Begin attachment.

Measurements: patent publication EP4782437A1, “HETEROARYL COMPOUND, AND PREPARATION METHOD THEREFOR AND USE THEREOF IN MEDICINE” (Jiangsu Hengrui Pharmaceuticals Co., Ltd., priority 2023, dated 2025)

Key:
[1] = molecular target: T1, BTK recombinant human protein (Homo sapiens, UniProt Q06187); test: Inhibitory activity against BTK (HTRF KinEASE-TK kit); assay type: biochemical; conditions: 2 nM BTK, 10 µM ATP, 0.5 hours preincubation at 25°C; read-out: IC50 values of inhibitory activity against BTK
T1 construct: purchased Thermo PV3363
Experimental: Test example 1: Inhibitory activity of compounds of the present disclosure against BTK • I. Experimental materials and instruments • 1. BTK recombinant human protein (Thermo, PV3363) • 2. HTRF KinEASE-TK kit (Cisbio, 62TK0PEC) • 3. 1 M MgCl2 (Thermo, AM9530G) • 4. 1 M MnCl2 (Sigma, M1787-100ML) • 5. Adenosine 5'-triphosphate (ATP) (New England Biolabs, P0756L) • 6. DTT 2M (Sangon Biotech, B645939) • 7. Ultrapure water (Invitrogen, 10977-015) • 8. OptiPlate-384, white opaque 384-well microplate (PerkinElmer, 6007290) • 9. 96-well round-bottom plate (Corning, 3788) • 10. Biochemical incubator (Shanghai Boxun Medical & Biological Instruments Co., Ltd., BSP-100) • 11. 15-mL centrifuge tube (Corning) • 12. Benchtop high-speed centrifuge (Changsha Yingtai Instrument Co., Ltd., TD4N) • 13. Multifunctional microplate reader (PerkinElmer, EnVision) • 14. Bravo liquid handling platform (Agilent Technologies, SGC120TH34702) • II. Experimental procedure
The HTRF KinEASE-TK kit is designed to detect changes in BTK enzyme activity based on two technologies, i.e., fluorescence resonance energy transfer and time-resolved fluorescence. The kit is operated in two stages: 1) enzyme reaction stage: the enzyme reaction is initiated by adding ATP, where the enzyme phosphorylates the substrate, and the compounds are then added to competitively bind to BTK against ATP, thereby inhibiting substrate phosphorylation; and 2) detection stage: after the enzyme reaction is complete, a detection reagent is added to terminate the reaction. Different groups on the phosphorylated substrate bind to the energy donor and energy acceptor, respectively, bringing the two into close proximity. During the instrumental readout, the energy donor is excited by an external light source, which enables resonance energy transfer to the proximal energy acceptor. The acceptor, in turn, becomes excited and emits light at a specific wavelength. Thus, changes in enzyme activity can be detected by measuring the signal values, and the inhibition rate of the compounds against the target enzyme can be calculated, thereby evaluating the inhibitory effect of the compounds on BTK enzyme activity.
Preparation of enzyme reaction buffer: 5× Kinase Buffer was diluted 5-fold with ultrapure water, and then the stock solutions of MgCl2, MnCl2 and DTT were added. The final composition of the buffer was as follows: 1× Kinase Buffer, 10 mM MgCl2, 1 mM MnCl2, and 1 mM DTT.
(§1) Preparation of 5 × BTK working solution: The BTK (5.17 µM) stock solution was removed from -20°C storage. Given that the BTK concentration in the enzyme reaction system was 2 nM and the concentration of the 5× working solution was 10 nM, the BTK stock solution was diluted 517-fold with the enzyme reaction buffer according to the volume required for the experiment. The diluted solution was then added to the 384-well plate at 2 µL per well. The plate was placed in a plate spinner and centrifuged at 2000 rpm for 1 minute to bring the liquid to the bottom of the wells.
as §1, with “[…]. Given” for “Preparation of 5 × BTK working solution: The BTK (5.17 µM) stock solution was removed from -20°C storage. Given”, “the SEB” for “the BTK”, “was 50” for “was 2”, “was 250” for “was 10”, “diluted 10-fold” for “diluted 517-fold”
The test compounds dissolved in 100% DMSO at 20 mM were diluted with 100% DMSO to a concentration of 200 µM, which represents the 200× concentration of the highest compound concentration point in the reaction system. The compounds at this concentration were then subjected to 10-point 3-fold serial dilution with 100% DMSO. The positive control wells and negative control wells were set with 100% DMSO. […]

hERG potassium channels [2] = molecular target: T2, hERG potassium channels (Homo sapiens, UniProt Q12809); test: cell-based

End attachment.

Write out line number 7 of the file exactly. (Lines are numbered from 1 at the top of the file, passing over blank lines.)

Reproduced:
Preparation of enzyme reaction buffer: 5× Kinase Buffer was diluted 5-fold with ultrapure water, and then the stock solutions of MgCl2, MnCl2 and DTT were added. The final composition of the buffer was as follows: 1× Kinase Buffer, 10 mM MgCl2, 1 mM MnCl2, and 1 mM DTT.